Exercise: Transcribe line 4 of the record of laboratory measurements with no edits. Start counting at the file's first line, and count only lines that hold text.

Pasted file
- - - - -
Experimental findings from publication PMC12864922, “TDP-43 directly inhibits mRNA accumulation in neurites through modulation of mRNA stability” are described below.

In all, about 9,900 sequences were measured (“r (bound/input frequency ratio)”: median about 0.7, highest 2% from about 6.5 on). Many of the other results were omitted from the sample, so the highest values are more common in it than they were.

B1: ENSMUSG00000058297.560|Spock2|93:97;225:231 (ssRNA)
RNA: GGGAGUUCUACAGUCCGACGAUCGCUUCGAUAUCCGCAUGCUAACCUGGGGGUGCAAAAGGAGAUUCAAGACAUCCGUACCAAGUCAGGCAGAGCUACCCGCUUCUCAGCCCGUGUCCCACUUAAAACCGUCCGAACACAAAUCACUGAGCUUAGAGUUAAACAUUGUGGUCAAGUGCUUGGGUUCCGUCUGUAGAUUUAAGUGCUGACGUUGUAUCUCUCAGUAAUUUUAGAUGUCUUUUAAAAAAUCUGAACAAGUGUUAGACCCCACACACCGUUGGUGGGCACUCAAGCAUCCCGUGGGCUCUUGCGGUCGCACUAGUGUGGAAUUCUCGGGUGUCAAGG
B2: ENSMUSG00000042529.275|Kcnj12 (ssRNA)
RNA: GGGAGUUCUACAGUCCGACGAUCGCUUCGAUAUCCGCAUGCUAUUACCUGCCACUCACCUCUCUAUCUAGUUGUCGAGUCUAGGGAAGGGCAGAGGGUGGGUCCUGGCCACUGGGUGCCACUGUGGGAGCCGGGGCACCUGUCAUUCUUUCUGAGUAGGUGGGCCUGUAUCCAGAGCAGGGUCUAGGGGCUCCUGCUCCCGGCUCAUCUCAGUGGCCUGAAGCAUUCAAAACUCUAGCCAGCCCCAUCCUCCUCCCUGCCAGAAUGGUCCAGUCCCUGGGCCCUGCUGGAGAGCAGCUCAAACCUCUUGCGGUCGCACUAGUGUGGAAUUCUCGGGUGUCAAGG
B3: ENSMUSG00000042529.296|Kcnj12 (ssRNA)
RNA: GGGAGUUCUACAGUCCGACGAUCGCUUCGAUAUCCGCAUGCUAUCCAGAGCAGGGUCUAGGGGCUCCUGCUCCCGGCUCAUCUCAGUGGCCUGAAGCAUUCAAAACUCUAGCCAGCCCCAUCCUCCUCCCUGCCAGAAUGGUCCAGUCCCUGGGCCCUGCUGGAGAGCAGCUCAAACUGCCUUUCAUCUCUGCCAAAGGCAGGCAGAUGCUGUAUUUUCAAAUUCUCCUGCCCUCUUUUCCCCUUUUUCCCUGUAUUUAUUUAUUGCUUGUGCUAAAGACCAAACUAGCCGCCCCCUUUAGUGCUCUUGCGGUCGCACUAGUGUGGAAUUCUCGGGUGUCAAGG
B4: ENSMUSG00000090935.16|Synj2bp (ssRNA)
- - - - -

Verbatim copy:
RNA: GGGAGUUCUACAGUCCGACGAUCGCUUCGAUAUCCGCAUGCUAACCUGGGGGUGCAAAAGGAGAUUCAAGACAUCCGUACCAAGUCAGGCAGAGCUACCCGCUUCUCAGCCCGUGUCCCACUUAAAACCGUCCGAACACAAAUCACUGAGCUUAGAGUUAAACAUUGUGGUCAAGUGCUUGGGUUCCGUCUGUAGAUUUAAGUGCUGACGUUGUAUCUCUCAGUAAUUUUAGAUGUCUUUUAAAAAAUCUGAACAAGUGUUAGACCCCACACACCGUUGGUGGGCACUCAAGCAUCCCGUGGGCUCUUGCGGUCGCACUAGUGUGGAAUUCUCGGGUGUCAAGG